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FCA Qui Notes
May 20, 2022

Come Join the Party: SCOTUS Invites Solicitor General to Weigh In on Rule 9(b) Debate

Qui Notes: Unlocking the False Claims Act

On May 16, 2022, the Supreme Court of the United States—for the second time this year—invited the solicitor general (SG) to weigh in on the cert-worthiness and substance of the FCA Rule 9(b) fracas.

The Court extended Monday’s invitation in U.S. ex rel. Owsley v. Fazzi Associates, Inc. Owsley concerns the dismissal of a relator’s complaint for failure to plead fraud with particularity—in this case, that her employer had used fraudulent data from Fazzi Associates to submit false claims to the government. The Sixth Circuit affirmed dismissal. The Court’s invitation consisted of concise language typical of requests of this kind: “The solicitor general is invited to file [a brief] expressing the views of the United States.” In January, the Court extended the same invitation in U.S. ex rel. Johnson v. Bethany Hospice, a case in which the Eleventh Circuit affirmed the dismissal of a relator’s suit for failure to plead with particularity that the defendant submitted false claims as a result of illegal payments for patient referrals. 

FCA practitioners would welcome clarity from the Court on the level of detail an FCA plaintiff must plead to survive a motion to dismiss under Federal Rule of Civil Procedure 9(b). The current state of play is that some circuit courts (including the Sixth and Eleventh) generally require that a relator plead details of specific false claims to pass muster under Rule 9(b), while the majority of circuit courts do not require details of actual false claims at the pleading stage — but do demand that the complaint contain enough detail to lead to a sufficiently strong inference that false claims were actually submitted to the government.

As a practical matter, what does the Court’s Call for the Views of the Solicitor General (CVSG) mean?

First, despite being styled as an invitation, the SG’s only real choice is to RSVP “yes”: by tradition, CVSGs are command performances. Although there is no formal deadline, invited amicus briefs are usually timed to coincide with the Court’s annual term, which runs from the first Monday in October until the following June. That means the government commonly files such invited briefs by December (in time for granted cases to be argued during that Supreme Court term) or by May (so the Court can decide whether to grant before the summer recess begins). Because the SG has already had several months to consider the Rule 9(b) issue in light of the Johnson CVSG, it seems likely that the government will file its response by this winter, in time for the case to be argued and decided by June 2023.

There is a third pending cert. petition that also tees up the question of the contours of Rule 9(b) in FCA cases—Molina Healthcare of Illinois, Inc. v. U.S. ex rel. Prose, out of the Seventh Circuit. The Court might also issue a CVSG in Molina when it considers the case for the first time, which is currently scheduled for its June 2 conference. Even if it doesn’t, there’s a good chance that the SG’s brief in Owsley/Johnson would discuss the comparative merits of Molina to resolve the 9(b) issue. When the Court CVSGs in related cases, the SG commonly submits a single joint brief for all cases in the group, and frequently addresses other related cases that are in the pipeline.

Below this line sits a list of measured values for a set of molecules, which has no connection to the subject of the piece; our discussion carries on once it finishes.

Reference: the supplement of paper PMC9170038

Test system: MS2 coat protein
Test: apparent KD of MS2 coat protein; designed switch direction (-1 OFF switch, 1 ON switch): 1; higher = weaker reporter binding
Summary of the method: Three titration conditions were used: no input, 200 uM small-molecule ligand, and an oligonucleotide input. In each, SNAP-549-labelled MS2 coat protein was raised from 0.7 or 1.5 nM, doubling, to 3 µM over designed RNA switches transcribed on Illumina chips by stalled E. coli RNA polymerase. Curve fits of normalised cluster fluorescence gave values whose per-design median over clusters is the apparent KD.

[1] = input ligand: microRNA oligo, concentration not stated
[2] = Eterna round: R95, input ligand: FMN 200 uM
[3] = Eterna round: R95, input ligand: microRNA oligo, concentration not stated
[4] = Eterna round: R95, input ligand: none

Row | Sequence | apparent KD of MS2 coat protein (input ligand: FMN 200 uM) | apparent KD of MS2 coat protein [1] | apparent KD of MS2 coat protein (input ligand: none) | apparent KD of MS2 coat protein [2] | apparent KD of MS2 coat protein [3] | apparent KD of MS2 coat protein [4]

Second, the parties and others will have an opportunity to present their views to the SG orally and in writing before it formulates its position. By long tradition, the SG’s filing will address not only the cert-worthiness of the issue but the merits of the various legal issues and so will articulate DOJ’s position on the appropriate Rule 9(b) standard in FCA cases. DOJ seems likely to endorse a standard that is more hospitable to relators, consistent with its past practice and the government’s interest in increasing FCA recoveries.

Finally and most significantly, this week’s invitation, following the invitation in January, means that cert. is very likely to be granted in at least one of the Rule 9(b) cases. A CVSG means that at least four justices were interested enough to ask the SG to weigh in—the same number of votes it takes for the Court to grant review.1 And statistical analyses of the Court’s orders reflect that the cert. grant rate is between forty and fifty times higher following a CVSG. Indeed, the odds of a grant remain much higher even if the SG recommends the Court deny review.2 That said, the statistics also show that, once cert. is granted, the Court’s decision on the merits is not highly correlated with the SG’s merits position in her brief. 3 So, although the SG’s position on Rule 9(b) pleading rules may be easier to predict, the Court’s final decision is less so.

We at Qui Notes will continue to monitor the Court’s activity, and look out for any SG briefing, on this important issue and update our readers.

© Arnold & Porter Kaye Scholer LLP 2022 All Rights Reserved. This blog post is intended to be a general summary of the law and does not constitute legal advice. You should consult with counsel to determine applicable legal requirements in a specific fact situation.

  1. Although Chief Justice Rehnquist reportedly told one law professor in 1989 that only three votes were required to invite such a brief, Justice Breyer has written more recently that four votes are required. See David C. Thompson and Melanie F. Wachtell, Empirical Analysis of Supreme Court Certiorari Procedures, 16 Geo. Mason L. Rev. 237, 273 & nn. 148, 150 (2009).

  2. See Thompson and Wachtell, supra, at 273-275.

  3.  Id. at 275.